Delay discounting and neurocognitive correlates among inner city adolescents with and without family history of substance use disorder
Number of pages
SourceDevelopmental Cognitive Neuroscience, 48, (2021), article 100942
Article / Letter to editor
Display more detailsDisplay less details
PI Group Affective Neuroscience
SW OZ BSI KLP
Developmental Cognitive Neuroscience
SubjectExperimental Psychopathology and Treatment
Adolescents with a family history (FH+) of substance use disorder (SUD) are at a greater risk for SUD, suggested to be partly due to the transmission of behavioral impulsivity. We used a delay discounting task to compare impulsivity in decision-making and its associated brain functioning among FH+ and FH - minority adolescents. Participants chose between Smaller Sooner (SS) and Larger Later (LL) rewards. The SS was available immediately (Now trials) or in the future (Not-Now trials), allowing for greater differentiation between impulsive decisions. The FH+ group showed greater impatience by responding SS more frequently than the FH - group, only on the Now trials, and even when the relative reward differences (RRD) increased. Surprisingly, there were no differences in brain activity between the groups. Combined, the groups showed greater reward activity during the Now vs. Not-Now trials in medial prefrontal/anterior cingulate, posterior cingulate, precuneus, and inferior frontal gyrus (i.e., an immediacy effect). As the RRD increased activation in the reward network decreased, including the striatum, possibly reflecting easy decision-making. These results indicate that risk for SUD, seen behaviorally among FH+ adolescents, may not yet be associated with discernable brain changes, suggesting that early intervention has the potential to reduce this risk.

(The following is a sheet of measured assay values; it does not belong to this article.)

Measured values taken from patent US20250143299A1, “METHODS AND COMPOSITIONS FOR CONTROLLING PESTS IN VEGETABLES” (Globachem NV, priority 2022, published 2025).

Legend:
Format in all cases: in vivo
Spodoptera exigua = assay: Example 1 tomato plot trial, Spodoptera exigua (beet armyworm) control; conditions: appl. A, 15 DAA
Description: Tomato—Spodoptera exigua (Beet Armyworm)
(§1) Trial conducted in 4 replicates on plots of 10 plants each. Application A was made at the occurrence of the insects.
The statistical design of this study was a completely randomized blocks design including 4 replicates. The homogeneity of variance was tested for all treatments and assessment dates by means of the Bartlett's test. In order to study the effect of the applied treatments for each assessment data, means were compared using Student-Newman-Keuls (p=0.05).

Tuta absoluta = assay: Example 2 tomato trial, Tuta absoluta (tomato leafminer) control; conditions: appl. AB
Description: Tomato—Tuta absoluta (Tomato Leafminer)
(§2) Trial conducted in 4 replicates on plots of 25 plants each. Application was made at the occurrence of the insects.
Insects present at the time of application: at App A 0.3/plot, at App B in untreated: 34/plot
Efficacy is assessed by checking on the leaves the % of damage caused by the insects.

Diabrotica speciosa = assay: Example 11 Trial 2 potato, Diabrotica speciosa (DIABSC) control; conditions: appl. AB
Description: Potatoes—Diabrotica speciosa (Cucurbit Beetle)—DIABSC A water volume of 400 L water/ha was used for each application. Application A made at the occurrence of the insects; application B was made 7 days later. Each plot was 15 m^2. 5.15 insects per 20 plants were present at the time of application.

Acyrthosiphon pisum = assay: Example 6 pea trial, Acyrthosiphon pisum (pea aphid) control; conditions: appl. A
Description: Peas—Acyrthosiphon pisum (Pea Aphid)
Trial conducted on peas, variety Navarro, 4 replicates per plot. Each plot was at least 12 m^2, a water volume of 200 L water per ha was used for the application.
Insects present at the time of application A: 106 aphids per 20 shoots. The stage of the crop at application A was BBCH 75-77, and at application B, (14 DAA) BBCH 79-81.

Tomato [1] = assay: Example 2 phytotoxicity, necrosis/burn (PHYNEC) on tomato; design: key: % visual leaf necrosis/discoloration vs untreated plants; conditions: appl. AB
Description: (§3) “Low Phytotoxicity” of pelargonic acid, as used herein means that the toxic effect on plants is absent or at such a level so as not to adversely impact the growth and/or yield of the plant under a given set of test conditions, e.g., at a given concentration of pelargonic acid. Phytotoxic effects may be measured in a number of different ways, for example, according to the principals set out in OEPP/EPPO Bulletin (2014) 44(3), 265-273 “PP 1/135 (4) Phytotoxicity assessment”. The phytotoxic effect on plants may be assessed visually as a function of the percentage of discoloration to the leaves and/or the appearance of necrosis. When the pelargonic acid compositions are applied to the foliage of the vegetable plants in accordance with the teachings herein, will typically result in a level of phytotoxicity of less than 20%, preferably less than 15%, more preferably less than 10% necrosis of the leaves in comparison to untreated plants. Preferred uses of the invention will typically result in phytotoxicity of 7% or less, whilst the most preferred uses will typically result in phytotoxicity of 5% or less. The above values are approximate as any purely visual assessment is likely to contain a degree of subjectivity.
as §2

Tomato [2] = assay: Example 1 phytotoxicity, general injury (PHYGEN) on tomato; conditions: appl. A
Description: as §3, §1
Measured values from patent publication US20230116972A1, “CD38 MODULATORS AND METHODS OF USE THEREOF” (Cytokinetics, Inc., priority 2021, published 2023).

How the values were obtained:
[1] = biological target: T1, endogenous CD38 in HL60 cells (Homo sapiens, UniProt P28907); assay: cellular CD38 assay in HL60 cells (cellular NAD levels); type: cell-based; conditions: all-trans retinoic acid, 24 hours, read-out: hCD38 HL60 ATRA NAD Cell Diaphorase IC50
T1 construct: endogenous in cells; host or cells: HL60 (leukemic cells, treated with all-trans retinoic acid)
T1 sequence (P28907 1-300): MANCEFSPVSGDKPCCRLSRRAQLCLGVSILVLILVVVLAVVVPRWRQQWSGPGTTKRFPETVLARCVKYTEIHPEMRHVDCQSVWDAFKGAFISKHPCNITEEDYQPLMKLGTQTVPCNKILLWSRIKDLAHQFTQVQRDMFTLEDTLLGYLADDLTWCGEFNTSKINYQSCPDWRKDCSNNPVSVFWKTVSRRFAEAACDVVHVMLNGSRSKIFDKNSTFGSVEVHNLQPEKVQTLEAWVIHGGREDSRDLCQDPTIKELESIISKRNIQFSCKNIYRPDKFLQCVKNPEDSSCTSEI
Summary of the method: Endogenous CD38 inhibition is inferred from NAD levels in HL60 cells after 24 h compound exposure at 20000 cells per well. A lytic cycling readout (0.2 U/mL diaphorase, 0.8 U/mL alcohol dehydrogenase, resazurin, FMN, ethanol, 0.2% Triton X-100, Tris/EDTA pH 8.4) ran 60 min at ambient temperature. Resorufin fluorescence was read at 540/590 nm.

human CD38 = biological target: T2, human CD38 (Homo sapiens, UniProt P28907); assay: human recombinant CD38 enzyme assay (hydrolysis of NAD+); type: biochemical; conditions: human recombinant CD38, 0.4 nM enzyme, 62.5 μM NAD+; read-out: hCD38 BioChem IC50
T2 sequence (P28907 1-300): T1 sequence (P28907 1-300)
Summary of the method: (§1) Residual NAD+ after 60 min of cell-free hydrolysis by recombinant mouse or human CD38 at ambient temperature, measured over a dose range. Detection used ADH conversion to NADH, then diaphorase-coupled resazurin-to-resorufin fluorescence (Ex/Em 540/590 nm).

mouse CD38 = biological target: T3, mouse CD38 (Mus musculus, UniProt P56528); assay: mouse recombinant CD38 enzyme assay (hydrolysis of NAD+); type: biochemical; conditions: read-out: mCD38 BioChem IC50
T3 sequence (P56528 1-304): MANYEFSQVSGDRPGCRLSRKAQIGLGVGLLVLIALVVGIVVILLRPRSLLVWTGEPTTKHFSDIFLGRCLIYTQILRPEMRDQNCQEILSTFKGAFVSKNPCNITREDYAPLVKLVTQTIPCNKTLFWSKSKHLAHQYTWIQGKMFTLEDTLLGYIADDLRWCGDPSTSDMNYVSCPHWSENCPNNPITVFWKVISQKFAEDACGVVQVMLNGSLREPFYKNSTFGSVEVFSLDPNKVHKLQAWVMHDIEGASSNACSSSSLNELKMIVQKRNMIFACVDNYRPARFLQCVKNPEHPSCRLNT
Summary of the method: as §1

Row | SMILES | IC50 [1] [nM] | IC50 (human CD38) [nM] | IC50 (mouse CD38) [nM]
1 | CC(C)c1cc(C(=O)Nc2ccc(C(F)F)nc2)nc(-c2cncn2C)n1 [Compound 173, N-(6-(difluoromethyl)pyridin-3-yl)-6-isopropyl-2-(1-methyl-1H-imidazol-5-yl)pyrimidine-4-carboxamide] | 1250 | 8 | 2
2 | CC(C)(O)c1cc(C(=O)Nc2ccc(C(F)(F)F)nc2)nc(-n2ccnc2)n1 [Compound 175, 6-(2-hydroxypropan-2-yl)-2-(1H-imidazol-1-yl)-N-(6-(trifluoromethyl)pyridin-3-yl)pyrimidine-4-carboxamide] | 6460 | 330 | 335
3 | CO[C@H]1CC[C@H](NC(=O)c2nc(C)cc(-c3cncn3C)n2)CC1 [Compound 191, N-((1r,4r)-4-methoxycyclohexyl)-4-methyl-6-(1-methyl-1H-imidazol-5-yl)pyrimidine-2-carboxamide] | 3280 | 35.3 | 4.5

Upload full text
Use your RU credentials (u/z-number and password) tolog in with SURFconextto upload a file for processing by the repository team.